BG school camp question unsettled


(Updated at 11:05 a.m. 7-14) Bowling Green parents and PTO leaders aren’t ready to give up on the idea of
sending fifth-graders to camp this fall.
Four of the five elementary parent-teacher organizations have agreed so far to come up with the money
needed to make camp a reality, Angela Austin told Board of Education members at their meeting Tuesday
If the PTOs can get together and fund camp, “is that the only obstacle?” asked Austin, who is PTO
president at Conneaut Elementary.
When she didn’t get a “yes” or “no” answer, she tried again: If she approached the board and said “‘here
is $17,000, can we go?’ What is the answer? If money is the obstacle and we can remove it, what would
your answer be?”
But for Superintendent Hugh Caumartin and the five members of the board, the answer wasn’t as simple as
the question.
Caumartin questioned whether that method of funding the popular camp could continue.
Board President Eric Myers suggested that, given the financial crunch in the district, waiting a year and
having camp in sixth grade — as a couple other county schools do — might be an option.
“This is a very important part of the fifth-grade program,” stated Martha Jewell, PTO president at Crim
This year’s fourth-grades at Crim have raised most of the money to go to camp, and the PTO provides
scholarships to those that haven’t, she explained. “We will all work together as a community so that
this fifth-grade camp is made possible.”
Both Jewell and Austin said had the PTOs known the list of items that could be cut with the failure of
the May ballot issue, they would have been more proactive in gathering support among parents at their
A half-percent income tax issue was defeated in May with two-thirds of those voting opposed to it.
District administrators had made it clear that without passage of the tax, at least $1 million in budget
cuts would need to be made prior to the start of the 2009-10 school year.
Among the cuts announced in June was $17,000 that would have paid teachers and bus drivers to accompany
students to the week-long camp at Heartland Conference Retreat Center.
“The camp is what our fifth-graders love. They look forward to it from kindergarten on,” said Jill
Patton, who has a fifth-grader this fall at Kenwood. “We will do what needs to be done” so parents and
teachers don’t have to explain to fifth-graders why their grade can’t go to camp but future grades
Myers said one possibility was shifting camp to the sixth grades, so this year’s students could still go
using the funds raised, just a year later.
After the meeting, Myers along with board members Steve Cernkovich and Ellen Scholl, merely said the
board would have to discuss its options should the PTOs raise enough money to cover the district’s share
of camp costs.
Austin said after the meeting she didn’t care whether students went to camp as fifth- or sixth-graders,
parents were wondering what will happen to the money already raised.
That money is earmarked for camp and can’t be used by the district to cover other expenses, said Rhonda
Melchi, district treasurer.
Caumartin said this morning that there were several options for the money already collected by students:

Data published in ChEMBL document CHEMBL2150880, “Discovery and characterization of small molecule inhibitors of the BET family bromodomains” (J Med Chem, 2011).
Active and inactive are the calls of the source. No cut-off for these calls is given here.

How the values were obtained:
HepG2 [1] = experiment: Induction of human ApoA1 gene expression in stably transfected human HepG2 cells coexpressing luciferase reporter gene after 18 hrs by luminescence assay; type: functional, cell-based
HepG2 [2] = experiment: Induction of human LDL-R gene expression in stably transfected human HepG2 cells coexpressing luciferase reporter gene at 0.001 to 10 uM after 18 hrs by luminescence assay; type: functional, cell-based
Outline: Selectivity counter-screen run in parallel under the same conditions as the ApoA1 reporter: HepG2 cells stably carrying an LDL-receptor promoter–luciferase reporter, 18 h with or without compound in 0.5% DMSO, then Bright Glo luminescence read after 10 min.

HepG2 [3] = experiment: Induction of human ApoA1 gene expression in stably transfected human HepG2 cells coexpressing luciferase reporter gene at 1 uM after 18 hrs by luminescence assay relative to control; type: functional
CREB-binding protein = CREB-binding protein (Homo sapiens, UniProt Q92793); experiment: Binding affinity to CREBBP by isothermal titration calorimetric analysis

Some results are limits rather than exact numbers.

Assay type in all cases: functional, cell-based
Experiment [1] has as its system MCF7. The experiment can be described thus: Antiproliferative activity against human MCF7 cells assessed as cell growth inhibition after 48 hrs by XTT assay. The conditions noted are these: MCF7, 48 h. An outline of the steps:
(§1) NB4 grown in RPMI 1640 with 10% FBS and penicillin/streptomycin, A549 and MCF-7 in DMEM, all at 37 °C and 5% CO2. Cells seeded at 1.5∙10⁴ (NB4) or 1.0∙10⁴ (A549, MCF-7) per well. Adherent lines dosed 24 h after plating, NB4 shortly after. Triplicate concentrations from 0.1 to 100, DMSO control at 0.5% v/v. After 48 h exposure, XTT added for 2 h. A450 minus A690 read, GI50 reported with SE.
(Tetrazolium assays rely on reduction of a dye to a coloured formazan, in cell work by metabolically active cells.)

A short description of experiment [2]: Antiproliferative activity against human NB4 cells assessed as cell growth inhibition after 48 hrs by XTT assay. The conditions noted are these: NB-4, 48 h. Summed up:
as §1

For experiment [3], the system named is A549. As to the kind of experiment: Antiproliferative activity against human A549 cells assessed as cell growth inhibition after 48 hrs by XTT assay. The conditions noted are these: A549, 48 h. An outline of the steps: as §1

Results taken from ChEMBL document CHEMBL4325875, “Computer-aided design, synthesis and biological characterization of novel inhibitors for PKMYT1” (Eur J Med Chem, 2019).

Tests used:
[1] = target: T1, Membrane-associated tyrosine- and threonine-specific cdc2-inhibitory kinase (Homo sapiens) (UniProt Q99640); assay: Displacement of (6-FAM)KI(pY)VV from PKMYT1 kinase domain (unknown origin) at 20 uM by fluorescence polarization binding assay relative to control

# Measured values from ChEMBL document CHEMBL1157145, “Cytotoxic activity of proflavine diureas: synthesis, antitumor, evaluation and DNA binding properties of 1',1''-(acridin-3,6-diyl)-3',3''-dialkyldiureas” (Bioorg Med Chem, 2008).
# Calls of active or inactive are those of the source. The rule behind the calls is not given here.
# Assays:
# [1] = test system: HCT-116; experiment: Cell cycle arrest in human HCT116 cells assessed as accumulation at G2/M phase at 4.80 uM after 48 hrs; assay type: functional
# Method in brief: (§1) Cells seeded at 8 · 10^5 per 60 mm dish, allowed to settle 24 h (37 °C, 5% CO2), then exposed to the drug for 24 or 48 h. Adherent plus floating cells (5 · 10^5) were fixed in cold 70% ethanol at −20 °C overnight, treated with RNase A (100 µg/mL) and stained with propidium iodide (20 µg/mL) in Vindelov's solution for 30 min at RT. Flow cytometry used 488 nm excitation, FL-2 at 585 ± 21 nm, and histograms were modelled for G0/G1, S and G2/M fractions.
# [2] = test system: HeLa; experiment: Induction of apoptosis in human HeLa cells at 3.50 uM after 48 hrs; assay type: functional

the district could reimburse parents, use the money for some other activity, or carry the money forward
and apply it to a future camp.
“The money won’t be lost and the kids will get value out of it one way or another,” he said.
Also during the meeting, the board approved the resignation of junior high Principal Lee Vincent, who has
accepted a post at Fairfield City Schools, north of Cincinnati. The resignation is effective Aug. 1 —
one week before teachers begin unpacking boxes in their classrooms at the new middle school.
Caumartin said administrators had known Vincent, who came to Bowling Green from the Cincinnati area, had
hoped to someday return to southern Ohio.
As for the new middle school, it is on schedule and will be ready for occupancy in three weeks.
The furniture will be arriving this week, and crews are going through the punch lists of final details,
explained Ron Dulay, with Rudolph/Libbe. The auditorium and lobby, however, will take another six weeks
to complete.
The board approved $53,089.94 in change orders — about $22,000 of which was to install fire extinguishing
systems in each of range hoods in the Life Skills classrooms. Plans for the systems had been approved,
but didn’t pass recent inspections by the state fire marshal and city fire department, Dulay said. There
are sufficient contingency dollars to cover the additional costs, he added.
Also at the meeting, the board:
• Learned from Caumartin that a new telephone system at Central Administration has resulted in some
incoming calls going unanswered. It’s not because there is no one in the building, the calls are “going
out to space somewhere,” he said.
• Hired Melissa Torongo and Jana Metzger as part-time kindergarten teachers for Ridge and Milton
elementaries, respectively; Adam Landry as elementary and high school band teacher as well as
eighth-grade choral instructor; and Lindsey West as fifth-grade teacher at Ridge.
• Accepted the retirement of Kris Fauver, who is the special needs coordinator, and the resignation of
Jill Phlipot, Conneaut fourth-grade teacher, who is moving from the district.
• Increased the base pay $2,000 for Crim Principal Martha Fether under an agreement to pay administrators
who earn their doctorate degree.

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